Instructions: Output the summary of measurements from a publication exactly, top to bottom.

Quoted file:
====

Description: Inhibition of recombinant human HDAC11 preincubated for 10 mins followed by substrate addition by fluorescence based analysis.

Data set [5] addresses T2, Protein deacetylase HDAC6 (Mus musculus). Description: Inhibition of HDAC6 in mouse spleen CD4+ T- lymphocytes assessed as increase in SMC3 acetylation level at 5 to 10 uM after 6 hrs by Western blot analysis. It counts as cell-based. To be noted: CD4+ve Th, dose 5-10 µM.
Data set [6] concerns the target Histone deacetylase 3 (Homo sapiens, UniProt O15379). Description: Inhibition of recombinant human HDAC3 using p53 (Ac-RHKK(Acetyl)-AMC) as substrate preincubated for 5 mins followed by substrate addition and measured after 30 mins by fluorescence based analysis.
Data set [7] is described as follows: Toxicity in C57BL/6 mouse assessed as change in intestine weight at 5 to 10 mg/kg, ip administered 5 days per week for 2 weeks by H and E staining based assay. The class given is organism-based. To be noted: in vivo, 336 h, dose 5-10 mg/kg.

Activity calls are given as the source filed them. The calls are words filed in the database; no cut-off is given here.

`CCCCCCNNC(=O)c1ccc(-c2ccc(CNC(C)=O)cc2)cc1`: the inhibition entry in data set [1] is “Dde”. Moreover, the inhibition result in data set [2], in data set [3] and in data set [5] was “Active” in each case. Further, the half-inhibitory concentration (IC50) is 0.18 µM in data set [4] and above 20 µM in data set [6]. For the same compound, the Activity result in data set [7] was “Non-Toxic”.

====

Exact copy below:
Description: Inhibition of recombinant human HDAC11 preincubated for 10 mins followed by substrate addition by fluorescence based analysis.

Data set [5] addresses T2, Protein deacetylase HDAC6 (Mus musculus). Description: Inhibition of HDAC6 in mouse spleen CD4+ T- lymphocytes assessed as increase in SMC3 acetylation level at 5 to 10 uM after 6 hrs by Western blot analysis. It counts as cell-based. To be noted: CD4+ve Th, dose 5-10 µM.
Data set [6] concerns the target Histone deacetylase 3 (Homo sapiens, UniProt O15379). Description: Inhibition of recombinant human HDAC3 using p53 (Ac-RHKK(Acetyl)-AMC) as substrate preincubated for 5 mins followed by substrate addition and measured after 30 mins by fluorescence based analysis.
Data set [7] is described as follows: Toxicity in C57BL/6 mouse assessed as change in intestine weight at 5 to 10 mg/kg, ip administered 5 days per week for 2 weeks by H and E staining based assay. The class given is organism-based. To be noted: in vivo, 336 h, dose 5-10 mg/kg.

Activity calls are given as the source filed them. The calls are words filed in the database; no cut-off is given here.

`CCCCCCNNC(=O)c1ccc(-c2ccc(CNC(C)=O)cc2)cc1`: the inhibition entry in data set [1] is “Dde”. Moreover, the inhibition result in data set [2], in data set [3] and in data set [5] was “Active” in each case. Further, the half-inhibitory concentration (IC50) is 0.18 µM in data set [4] and above 20 µM in data set [6]. For the same compound, the Activity result in data set [7] was “Non-Toxic”.